The mysterious Lake Charlotte Nature Preserve in Atlanta is no longer a lake, nor a nature preserve, but a private two hundred–acre wilderness next to a landfill. This former public lake has a long and complicated history, including a suburban fishing club, a tragic debutante, botched plans for an inner-city campground, dumped bodies, and a landfill thwarted by organized Black neighbors. How did this once prized destination end up preserved in a state of arrested development? In 2019, as the landfills are capped and this corner of Atlanta begins to gentrify, the city considers whether to preserve Lake Charlotte again. In this personal essay, the author creeps through the fence to see what's left of the lake, the dam, and the Paleolithic quarry sites. Can Atlanta overcome a development pattern that paired neighborhoods for "Negro expansion" with industrial contamination? Fenced off for forty years, can nature—and the community—repair itself?
John Lusk Hathaway's photographic project One Foot in Eden takes as its subject the Cherokee National Forest and its visitors, who use this place extensively for day tripping and recreation. Largely a rural, undeveloped place, the waterways that appear time and again in Hathaway's explorations are part of a system of reservoirs built by the Tennessee Valley Authority for flood control and hydroelectricity generation a century ago. Built and unbuilt environments in One Foot in Eden speak to bigger questions about our existence as organic beings in a world increasingly given over to the high-modern ideology that drives mammoth undertakings like the TVA. Hathaway's images are suggestive of a deep-seated human need to connect with the world around us, evoking ideas like E. O. Wilson's biophilia.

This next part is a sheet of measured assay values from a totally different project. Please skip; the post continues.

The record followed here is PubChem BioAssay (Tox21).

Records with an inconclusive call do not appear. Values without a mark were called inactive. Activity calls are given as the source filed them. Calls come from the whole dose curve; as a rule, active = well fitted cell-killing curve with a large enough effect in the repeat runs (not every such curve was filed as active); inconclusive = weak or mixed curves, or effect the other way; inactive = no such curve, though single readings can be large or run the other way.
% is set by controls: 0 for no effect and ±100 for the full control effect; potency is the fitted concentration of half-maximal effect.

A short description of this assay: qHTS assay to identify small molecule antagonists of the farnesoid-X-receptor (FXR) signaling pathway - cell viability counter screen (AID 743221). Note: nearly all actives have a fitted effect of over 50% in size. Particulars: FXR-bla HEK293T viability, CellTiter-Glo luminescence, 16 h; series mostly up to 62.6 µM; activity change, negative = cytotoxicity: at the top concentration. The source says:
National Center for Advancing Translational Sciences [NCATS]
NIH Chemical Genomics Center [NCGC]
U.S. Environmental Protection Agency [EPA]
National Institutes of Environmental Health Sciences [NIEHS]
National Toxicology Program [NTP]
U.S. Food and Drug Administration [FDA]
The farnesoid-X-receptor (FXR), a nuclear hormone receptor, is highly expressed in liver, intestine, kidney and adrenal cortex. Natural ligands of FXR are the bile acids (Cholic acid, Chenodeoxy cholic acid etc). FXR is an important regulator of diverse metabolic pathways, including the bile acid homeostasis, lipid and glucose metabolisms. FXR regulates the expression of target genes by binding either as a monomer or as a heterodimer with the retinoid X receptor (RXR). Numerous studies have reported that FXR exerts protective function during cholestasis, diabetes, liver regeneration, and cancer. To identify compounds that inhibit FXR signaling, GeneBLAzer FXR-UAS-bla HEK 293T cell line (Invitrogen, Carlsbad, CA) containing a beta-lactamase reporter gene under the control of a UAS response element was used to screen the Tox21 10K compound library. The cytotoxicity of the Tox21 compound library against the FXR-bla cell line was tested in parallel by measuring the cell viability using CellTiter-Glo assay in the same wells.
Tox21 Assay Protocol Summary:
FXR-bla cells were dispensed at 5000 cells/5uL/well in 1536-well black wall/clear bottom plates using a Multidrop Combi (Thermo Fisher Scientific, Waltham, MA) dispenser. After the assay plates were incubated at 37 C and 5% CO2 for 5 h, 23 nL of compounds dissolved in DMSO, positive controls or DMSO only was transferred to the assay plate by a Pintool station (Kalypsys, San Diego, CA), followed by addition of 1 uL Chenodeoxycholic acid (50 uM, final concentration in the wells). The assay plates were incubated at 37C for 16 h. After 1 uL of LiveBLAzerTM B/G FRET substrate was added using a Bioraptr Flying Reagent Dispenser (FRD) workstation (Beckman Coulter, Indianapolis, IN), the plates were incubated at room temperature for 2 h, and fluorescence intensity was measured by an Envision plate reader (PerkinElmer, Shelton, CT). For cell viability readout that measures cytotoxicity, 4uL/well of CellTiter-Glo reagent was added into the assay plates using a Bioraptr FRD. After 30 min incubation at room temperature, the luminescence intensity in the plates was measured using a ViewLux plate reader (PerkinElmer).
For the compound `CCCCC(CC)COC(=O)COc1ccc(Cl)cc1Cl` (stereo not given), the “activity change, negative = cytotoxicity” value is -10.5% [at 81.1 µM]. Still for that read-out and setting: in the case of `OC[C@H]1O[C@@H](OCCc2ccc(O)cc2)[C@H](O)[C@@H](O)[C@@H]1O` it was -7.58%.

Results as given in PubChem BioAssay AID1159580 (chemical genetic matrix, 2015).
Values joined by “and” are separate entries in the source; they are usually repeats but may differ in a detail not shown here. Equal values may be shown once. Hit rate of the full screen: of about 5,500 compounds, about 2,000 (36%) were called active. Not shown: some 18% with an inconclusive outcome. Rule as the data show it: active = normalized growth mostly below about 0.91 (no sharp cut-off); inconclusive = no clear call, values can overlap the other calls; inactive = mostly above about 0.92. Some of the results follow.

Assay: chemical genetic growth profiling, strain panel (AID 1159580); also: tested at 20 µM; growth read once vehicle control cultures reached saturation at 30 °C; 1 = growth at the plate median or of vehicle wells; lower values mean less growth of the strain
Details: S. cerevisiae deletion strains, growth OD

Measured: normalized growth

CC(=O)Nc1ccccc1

How does one respond to the history of a place that has eagerly consumed its violent pasts at the expense of Black life? This question became particularly relevant in April 2018 when the city of Sugar Land, Texas, unearthed the remains of ninety-five former convict laborers on the grounds of a former sugar plantation turned prison farm. "Eating Dirt, Searching Archives" speculatively plays with a history of Sugar Land that does not rely on the city's industrial legacies. Instead, this essay turns to dirt as the archive of Texas's invisible Black geographies. Dirt is theorized as a means of preserving Black Texas life and memory alongside the difficulty of Sugar Land's violent pasts.